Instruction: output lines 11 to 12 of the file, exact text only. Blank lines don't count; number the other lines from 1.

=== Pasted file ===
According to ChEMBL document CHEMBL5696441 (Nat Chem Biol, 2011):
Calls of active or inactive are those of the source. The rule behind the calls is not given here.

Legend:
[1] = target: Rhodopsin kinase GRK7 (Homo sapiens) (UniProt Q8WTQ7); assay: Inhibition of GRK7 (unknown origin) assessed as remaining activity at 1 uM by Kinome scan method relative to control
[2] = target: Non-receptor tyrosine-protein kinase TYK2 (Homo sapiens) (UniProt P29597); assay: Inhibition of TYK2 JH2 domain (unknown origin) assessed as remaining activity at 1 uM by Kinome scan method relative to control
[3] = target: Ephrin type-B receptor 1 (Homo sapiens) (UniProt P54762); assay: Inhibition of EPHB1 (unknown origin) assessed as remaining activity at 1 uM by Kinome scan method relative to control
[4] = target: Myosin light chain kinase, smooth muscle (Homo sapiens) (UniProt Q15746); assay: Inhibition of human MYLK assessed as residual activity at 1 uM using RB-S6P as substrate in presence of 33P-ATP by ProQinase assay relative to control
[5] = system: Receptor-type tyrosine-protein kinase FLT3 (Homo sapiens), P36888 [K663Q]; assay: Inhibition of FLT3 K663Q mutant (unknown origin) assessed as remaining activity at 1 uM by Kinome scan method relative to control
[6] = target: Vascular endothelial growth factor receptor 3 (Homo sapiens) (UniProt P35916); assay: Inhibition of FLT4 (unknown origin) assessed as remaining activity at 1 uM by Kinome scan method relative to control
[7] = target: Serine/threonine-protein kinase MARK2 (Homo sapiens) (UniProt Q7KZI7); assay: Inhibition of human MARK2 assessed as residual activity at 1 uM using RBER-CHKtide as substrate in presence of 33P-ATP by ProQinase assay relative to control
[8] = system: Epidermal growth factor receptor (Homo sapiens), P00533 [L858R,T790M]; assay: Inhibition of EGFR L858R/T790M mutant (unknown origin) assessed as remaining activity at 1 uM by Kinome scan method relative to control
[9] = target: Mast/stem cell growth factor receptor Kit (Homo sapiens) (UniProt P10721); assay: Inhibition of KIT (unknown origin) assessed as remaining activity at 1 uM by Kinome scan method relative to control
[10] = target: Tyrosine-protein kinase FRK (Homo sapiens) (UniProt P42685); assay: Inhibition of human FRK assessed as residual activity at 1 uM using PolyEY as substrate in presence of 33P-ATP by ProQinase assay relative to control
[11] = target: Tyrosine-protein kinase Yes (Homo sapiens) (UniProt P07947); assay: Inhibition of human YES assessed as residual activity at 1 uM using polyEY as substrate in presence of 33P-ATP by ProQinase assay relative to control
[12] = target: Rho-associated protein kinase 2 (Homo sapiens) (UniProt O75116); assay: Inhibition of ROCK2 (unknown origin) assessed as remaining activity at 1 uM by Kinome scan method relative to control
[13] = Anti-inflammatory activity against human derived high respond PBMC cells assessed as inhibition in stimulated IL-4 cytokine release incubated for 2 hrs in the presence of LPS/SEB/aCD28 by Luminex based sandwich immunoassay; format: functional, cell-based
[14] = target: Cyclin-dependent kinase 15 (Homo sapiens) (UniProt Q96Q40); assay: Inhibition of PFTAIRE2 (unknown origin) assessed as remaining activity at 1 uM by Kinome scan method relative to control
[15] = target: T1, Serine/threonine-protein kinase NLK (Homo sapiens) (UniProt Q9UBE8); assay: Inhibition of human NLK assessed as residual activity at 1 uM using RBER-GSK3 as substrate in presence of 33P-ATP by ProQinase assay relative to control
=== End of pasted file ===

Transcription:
[8] = system: Epidermal growth factor receptor (Homo sapiens), P00533 [L858R,T790M]; assay: Inhibition of EGFR L858R/T790M mutant (unknown origin) assessed as remaining activity at 1 uM by Kinome scan method relative to control
[9] = target: Mast/stem cell growth factor receptor Kit (Homo sapiens) (UniProt P10721); assay: Inhibition of KIT (unknown origin) assessed as remaining activity at 1 uM by Kinome scan method relative to control